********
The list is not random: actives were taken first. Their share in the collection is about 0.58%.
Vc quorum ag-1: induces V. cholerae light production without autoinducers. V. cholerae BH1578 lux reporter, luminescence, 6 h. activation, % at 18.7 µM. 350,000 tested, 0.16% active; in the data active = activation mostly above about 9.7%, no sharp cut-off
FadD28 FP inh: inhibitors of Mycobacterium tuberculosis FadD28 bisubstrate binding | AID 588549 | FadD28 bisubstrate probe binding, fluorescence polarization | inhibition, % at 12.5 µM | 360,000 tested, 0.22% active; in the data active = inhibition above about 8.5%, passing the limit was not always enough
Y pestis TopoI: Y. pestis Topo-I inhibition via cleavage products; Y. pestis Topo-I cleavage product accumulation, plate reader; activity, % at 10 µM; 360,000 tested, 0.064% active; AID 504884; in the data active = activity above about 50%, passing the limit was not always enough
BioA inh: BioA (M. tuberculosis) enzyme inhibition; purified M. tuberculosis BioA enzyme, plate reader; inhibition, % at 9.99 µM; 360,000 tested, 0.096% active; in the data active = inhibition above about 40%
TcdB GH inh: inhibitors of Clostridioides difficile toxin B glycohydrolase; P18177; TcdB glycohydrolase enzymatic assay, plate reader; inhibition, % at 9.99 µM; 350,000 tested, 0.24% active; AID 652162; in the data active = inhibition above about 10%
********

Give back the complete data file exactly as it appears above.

The list is not random: actives were taken first. Their share in the collection is about 0.58%.
Vc quorum ag-1: induces V. cholerae light production without autoinducers. V. cholerae BH1578 lux reporter, luminescence, 6 h. activation, % at 18.7 µM. 350,000 tested, 0.16% active; in the data active = activation mostly above about 9.7%, no sharp cut-off
FadD28 FP inh: inhibitors of Mycobacterium tuberculosis FadD28 bisubstrate binding | AID 588549 | FadD28 bisubstrate probe binding, fluorescence polarization | inhibition, % at 12.5 µM | 360,000 tested, 0.22% active; in the data active = inhibition above about 8.5%, passing the limit was not always enough
Y pestis TopoI: Y. pestis Topo-I inhibition via cleavage products; Y. pestis Topo-I cleavage product accumulation, plate reader; activity, % at 10 µM; 360,000 tested, 0.064% active; AID 504884; in the data active = activity above about 50%, passing the limit was not always enough
BioA inh: BioA (M. tuberculosis) enzyme inhibition; purified M. tuberculosis BioA enzyme, plate reader; inhibition, % at 9.99 µM; 360,000 tested, 0.096% active; in the data active = inhibition above about 40%
TcdB GH inh: inhibitors of Clostridioides difficile toxin B glycohydrolase; P18177; TcdB glycohydrolase enzymatic assay, plate reader; inhibition, % at 9.99 µM; 350,000 tested, 0.24% active; AID 652162; in the data active = inhibition above about 10%